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Details2021-01-14-Programme-10 Years after the Arab Spring ENG herunterladen
In late 2010, protests against the authoritarian regime started in Tunisia and were followed by a wave of uprisings in other countries in the Middle East and North Africa (MENA). The immediate consequences were the fall of many authoritarian governments and rising hope of citizens to renew their political system and improve their living conditions. A decade after the Arab Revolutions, however, their achievements remain ambivalent. Except for Tunisia, no other country in the Middle East managed to establish a democratic government. Instead, the power vacuum in the aftermath of the revolution became exploited by Islamist and Jihadist groups. In the majority of the Arab countries today, authoritarian regimes are back in power while countries such as Syria, Libya and Yemen suffer from the consequences of ongoing civil war and terror. Was a sustainable system change in the Middle East unrealistic? Which main obstacles prevented a successful process of a democratization?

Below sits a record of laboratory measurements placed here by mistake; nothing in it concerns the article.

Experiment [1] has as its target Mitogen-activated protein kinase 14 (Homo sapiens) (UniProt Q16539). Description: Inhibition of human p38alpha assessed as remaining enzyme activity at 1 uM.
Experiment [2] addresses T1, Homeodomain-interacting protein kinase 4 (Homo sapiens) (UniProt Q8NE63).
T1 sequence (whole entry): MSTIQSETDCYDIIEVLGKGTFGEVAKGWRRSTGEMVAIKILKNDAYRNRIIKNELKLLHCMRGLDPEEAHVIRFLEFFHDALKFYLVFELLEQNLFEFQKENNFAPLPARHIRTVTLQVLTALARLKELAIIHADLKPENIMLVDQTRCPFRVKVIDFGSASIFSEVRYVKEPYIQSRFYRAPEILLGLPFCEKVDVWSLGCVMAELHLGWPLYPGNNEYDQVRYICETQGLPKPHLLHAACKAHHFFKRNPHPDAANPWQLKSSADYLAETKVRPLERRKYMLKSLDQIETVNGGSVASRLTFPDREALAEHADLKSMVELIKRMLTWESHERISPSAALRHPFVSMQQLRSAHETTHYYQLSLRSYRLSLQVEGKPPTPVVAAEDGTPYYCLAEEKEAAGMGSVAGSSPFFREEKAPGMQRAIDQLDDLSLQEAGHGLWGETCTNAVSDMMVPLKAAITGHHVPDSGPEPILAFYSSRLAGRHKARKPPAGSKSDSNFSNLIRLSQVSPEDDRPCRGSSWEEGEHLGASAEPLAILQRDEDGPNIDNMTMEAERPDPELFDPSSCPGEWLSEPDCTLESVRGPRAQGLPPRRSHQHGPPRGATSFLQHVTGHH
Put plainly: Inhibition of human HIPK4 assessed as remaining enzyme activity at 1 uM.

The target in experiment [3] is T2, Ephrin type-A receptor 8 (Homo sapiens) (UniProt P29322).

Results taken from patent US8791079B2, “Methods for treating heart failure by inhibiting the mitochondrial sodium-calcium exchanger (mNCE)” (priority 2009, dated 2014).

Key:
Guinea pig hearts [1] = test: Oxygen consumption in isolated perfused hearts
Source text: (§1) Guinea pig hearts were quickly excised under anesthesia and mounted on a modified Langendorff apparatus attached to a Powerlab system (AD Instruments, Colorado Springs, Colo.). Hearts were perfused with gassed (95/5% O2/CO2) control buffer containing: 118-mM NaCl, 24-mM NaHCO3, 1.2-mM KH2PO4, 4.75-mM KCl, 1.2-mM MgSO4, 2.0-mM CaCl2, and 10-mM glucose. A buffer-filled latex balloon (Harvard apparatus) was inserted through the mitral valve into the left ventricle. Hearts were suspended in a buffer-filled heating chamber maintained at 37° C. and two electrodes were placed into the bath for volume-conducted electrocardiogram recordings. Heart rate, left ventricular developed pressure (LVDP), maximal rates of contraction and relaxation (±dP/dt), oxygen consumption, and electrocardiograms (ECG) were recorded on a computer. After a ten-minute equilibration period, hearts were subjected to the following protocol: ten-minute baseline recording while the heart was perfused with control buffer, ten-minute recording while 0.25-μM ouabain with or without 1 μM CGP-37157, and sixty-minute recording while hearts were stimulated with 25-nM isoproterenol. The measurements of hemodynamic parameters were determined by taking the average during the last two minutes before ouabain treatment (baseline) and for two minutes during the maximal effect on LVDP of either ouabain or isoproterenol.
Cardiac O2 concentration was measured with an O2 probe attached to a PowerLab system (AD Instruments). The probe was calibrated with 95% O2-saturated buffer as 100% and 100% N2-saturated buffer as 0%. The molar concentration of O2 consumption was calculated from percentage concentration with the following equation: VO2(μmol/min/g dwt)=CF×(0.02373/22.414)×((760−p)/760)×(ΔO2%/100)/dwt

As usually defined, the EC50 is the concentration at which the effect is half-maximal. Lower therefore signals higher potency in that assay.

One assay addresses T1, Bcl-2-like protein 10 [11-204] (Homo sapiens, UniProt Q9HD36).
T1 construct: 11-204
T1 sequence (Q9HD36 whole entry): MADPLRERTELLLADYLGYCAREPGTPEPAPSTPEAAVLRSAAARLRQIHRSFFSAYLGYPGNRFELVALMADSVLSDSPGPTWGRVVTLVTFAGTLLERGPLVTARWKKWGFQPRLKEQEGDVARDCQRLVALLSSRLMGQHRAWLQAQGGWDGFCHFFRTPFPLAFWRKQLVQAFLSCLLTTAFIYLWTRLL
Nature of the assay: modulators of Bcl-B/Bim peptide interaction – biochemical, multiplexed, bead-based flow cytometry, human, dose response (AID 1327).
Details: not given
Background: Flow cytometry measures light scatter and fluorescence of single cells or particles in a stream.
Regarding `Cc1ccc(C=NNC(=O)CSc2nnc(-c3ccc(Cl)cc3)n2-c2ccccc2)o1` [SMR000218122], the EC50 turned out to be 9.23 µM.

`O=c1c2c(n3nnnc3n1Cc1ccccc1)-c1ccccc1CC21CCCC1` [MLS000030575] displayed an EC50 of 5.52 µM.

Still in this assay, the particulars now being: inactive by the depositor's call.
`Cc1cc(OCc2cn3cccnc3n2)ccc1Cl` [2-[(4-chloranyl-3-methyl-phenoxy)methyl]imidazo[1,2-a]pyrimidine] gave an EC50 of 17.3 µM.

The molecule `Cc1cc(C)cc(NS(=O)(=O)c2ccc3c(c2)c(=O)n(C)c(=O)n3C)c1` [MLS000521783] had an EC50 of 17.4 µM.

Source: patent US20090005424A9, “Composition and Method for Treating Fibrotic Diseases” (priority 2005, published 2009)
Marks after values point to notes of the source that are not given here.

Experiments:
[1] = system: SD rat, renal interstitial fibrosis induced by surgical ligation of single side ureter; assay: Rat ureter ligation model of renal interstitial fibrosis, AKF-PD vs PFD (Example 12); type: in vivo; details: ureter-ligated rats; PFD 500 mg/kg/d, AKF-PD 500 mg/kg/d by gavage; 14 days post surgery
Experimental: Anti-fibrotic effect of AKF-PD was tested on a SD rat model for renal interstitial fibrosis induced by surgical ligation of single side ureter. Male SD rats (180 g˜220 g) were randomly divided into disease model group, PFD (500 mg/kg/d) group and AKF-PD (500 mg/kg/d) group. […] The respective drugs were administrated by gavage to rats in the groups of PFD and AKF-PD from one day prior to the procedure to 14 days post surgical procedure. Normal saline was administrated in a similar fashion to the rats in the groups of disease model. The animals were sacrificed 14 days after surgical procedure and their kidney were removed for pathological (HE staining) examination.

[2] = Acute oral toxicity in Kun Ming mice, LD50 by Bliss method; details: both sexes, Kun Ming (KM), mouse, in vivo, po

Today, the conditions of people living in the MENA region turn out to be worse compared to the start of the Arab Spring. Political instability, repression, poverty and unemployment create a popular feeling of hopelessness and frustration. Over the past two years, citizens in Sudan and Algeria started anti-government uprisings and protests calling for more political engagement and social justice. The pictures of the series of demonstrations in the Middle East reminded of the Revolutions in 2010 and prompted a discussion about the possibility of an ‘Arab Spring 2.0’. How likely is a second wave of revolutions in light of the current situation in the Arab world? What is left from the optimism that systemic change is achievable which triggered the Arab Revolutions ten years ago? Can a fresh democratic spring follow after a long Islamist fall?
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